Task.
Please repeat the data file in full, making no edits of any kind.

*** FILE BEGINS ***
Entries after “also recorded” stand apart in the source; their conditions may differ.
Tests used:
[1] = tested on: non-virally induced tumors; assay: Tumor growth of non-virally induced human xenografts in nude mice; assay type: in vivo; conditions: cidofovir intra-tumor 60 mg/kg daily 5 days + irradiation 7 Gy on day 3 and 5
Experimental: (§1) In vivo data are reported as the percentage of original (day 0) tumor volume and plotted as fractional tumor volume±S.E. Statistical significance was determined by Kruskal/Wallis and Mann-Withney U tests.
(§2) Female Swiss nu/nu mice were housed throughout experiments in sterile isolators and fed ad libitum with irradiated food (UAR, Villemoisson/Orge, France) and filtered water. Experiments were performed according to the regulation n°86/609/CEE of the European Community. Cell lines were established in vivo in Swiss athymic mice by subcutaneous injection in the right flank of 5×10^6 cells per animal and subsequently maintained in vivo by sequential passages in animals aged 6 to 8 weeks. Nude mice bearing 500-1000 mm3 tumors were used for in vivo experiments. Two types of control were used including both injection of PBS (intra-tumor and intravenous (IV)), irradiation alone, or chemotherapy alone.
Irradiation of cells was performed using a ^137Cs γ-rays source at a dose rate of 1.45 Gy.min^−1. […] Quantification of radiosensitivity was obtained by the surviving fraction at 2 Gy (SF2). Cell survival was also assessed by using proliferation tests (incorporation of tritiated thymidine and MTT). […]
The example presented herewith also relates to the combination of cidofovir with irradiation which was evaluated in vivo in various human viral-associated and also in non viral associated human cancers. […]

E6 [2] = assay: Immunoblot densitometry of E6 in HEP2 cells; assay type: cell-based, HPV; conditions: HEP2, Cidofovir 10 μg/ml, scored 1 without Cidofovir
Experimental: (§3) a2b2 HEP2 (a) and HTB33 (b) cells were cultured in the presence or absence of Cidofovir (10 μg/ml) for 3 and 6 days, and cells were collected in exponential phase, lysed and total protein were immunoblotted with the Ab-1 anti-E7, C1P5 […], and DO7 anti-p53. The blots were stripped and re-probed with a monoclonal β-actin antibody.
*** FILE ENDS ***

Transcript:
Entries after “also recorded” stand apart in the source; their conditions may differ.
Tests used:
[1] = tested on: non-virally induced tumors; assay: Tumor growth of non-virally induced human xenografts in nude mice; assay type: in vivo; conditions: cidofovir intra-tumor 60 mg/kg daily 5 days + irradiation 7 Gy on day 3 and 5
Experimental: (§1) In vivo data are reported as the percentage of original (day 0) tumor volume and plotted as fractional tumor volume±S.E. Statistical significance was determined by Kruskal/Wallis and Mann-Withney U tests.
(§2) Female Swiss nu/nu mice were housed throughout experiments in sterile isolators and fed ad libitum with irradiated food (UAR, Villemoisson/Orge, France) and filtered water. Experiments were performed according to the regulation n°86/609/CEE of the European Community. Cell lines were established in vivo in Swiss athymic mice by subcutaneous injection in the right flank of 5×10^6 cells per animal and subsequently maintained in vivo by sequential passages in animals aged 6 to 8 weeks. Nude mice bearing 500-1000 mm3 tumors were used for in vivo experiments. Two types of control were used including both injection of PBS (intra-tumor and intravenous (IV)), irradiation alone, or chemotherapy alone.
Irradiation of cells was performed using a ^137Cs γ-rays source at a dose rate of 1.45 Gy.min^−1. […] Quantification of radiosensitivity was obtained by the surviving fraction at 2 Gy (SF2). Cell survival was also assessed by using proliferation tests (incorporation of tritiated thymidine and MTT). […]
The example presented herewith also relates to the combination of cidofovir with irradiation which was evaluated in vivo in various human viral-associated and also in non viral associated human cancers. […]

E6 [2] = assay: Immunoblot densitometry of E6 in HEP2 cells; assay type: cell-based, HPV; conditions: HEP2, Cidofovir 10 μg/ml, scored 1 without Cidofovir
Experimental: (§3) a2b2 HEP2 (a) and HTB33 (b) cells were cultured in the presence or absence of Cidofovir (10 μg/ml) for 3 and 6 days, and cells were collected in exponential phase, lysed and total protein were immunoblotted with the Ab-1 anti-E7, C1P5 […], and DO7 anti-p53. The blots were stripped and re-probed with a monoclonal β-actin antibody.